Asian indices join global rout but Sydney bucks downtrend

Mounting anxiety over global growth and the spread of Ebola dragged Asian bourses lower on Thursday, except for Australian stocks, which ended slightly higher after early declines.

"Asia is predictably lower today as the region reacts to the carnage seen through European and U.S. trade. However, the recovery seen in the U.S. has played a key role in Asia, [helping] some markets to come off their lows," wrote IG's market strategist Stan Shamu.

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U.S. stocks closed lower on Wednesday, but retraced some lost ground in late trading from historic intraday losses, as disappointing economic data fueled growth fears, which were compounded by the spread of Ebola after a second case was reported in the U.S.

The Dow Jones Industrial Average closed down 1 percent. The S&P 500 and the tech-heavy Nasdaq ended down 0.8 percent and 0.3 percent, respectively.

ASX 200
CNBC 100

Tokyo tumbles 2.2%

Japan's Nikkei index closed at a fresh four-and-a-half-month low of 14,738 on late Thursday, as a stronger yen — trading near 106 against the U.S. dollar on the back of safe haven bids — ignited risk-off sentiment.

Exporters suffered the greatest hit; Toyota Motor lost 1.9 percent, retracing some lost grounds after hitting a near five-month low. Sharp and Honda Motor led declines with nearly 4 percent losses, respectively.

The country's biggest temporary staffing company Recruit Holdings made a solid debut on the Tokyo Stock Exchange on Thursday, bucking the downbeat sentiment to rise more than 6 percent.

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Mainland shares lower

China's Shanghai Composite index surrendered early gains to close down 0.7 percent on late Thursday, dragged by declines in the steel and real estate sectors. Among losers, Baoshan Iron and Steel receded 2 percent.

Chinese lenders made $140 billion worth of new loans in September, data showed on Thursday, beating expectations in a sign that demand for credit may be picking up. As a result, ICBC and Bank of Communications picked up 0.6 and 0.3 percent, respectively.

Hong Kong stocks remained downbeat on Thursday, tanking 0.6 percent as the city's pro-democracy protests continued into the third week amid renewed clashes between police forces and protesters.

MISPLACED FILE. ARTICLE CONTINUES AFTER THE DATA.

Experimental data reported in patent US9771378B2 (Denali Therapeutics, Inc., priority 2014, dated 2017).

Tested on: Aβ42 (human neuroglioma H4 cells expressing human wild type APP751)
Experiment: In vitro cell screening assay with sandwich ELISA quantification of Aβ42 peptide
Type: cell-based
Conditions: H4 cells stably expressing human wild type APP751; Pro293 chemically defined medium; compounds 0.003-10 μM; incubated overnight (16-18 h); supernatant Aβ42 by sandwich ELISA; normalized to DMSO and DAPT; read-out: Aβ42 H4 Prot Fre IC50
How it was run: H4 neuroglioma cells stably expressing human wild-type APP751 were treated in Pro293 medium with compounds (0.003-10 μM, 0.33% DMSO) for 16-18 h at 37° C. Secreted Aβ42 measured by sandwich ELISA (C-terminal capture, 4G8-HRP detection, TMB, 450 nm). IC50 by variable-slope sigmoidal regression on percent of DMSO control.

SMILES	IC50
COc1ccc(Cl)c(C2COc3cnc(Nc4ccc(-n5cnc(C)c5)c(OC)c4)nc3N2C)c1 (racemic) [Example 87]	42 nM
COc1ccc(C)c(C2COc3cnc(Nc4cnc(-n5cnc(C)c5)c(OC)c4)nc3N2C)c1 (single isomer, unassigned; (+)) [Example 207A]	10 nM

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Sydney rebounds 0.2%

Australia's S&P ASX 200 index rebounded from steep losses to finish modestly higher as financials helped to offset losses from the battered resources sector.

National Australia Bank closed up 1 percent while Commonwealth Bank of Australia, along with Australia and New Zealand Bank, climbed 0.6 percent each.

A better-than-expected third quarter production report also helped oil and gas producer Woodside Petroleum, which traded 1.7 percent higher.

Fortescue Metals was one of the top losers for the day, slumping 6 percent despite announcing a 60 percent on-year rise in September quarter shipments.

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Seoul down 0.4%

South Korean shares entered a two-day losing streak on renewed global growth concerns. Earlier in the morning trade, the Kospi index touched a fresh 8-month intraday low of 1,904.

Among blue-chips, Hyundai Motor led declines with a 4 percent loss after its third quarter domestic sales grew at the slowest pace this year. Sister-firm Kia Motors also closed down 3 percent.

Discount store operator E-mart traded 1 percent lower, after reporting a 27.5 percent fall in operating earnings during the July-September period.

Meanwhile, the country's finance minister said on Thursday that South Korea's economy faces downside risks which could endanger the government's growth target of 3.7 percent this year.

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Nifty flat

Indian shares got off lightly by comparison, trading modestly below the flatline on Thursday.